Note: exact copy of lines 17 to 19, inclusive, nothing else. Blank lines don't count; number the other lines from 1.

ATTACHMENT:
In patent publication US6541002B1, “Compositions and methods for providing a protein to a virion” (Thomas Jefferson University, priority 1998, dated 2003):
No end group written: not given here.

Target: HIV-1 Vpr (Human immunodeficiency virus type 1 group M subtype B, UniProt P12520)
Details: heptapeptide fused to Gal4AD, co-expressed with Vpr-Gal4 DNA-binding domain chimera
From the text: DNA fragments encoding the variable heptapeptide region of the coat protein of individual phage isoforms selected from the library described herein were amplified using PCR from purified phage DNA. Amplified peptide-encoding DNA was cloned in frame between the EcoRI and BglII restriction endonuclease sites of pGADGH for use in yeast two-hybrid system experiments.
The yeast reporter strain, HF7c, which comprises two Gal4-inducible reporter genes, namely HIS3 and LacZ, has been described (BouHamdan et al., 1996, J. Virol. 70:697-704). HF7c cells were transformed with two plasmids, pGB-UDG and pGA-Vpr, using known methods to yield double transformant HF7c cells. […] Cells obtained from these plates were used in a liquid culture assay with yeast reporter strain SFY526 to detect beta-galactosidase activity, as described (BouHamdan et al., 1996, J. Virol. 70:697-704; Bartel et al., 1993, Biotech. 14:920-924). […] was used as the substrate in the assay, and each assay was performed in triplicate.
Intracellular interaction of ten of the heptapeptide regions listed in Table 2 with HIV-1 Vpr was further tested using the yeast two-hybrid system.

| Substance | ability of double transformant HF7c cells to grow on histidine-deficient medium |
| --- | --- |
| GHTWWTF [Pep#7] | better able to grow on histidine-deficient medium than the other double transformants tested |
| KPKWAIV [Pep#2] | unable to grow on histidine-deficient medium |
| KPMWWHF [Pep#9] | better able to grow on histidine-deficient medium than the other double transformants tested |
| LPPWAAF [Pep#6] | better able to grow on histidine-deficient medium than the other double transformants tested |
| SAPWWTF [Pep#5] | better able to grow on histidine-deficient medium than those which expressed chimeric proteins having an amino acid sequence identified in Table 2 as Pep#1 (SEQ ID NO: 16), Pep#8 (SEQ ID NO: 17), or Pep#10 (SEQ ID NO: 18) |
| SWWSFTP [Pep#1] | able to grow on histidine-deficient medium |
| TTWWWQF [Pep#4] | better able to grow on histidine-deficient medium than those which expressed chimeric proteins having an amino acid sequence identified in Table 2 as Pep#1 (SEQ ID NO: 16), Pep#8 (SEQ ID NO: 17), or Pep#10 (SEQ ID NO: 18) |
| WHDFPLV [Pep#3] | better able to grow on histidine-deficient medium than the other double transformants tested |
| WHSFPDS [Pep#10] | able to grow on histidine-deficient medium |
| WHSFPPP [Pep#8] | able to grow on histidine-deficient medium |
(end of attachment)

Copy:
| WHDFPLV [Pep#3] | better able to grow on histidine-deficient medium than the other double transformants tested |
| WHSFPDS [Pep#10] | able to grow on histidine-deficient medium |
| WHSFPPP [Pep#8] | able to grow on histidine-deficient medium |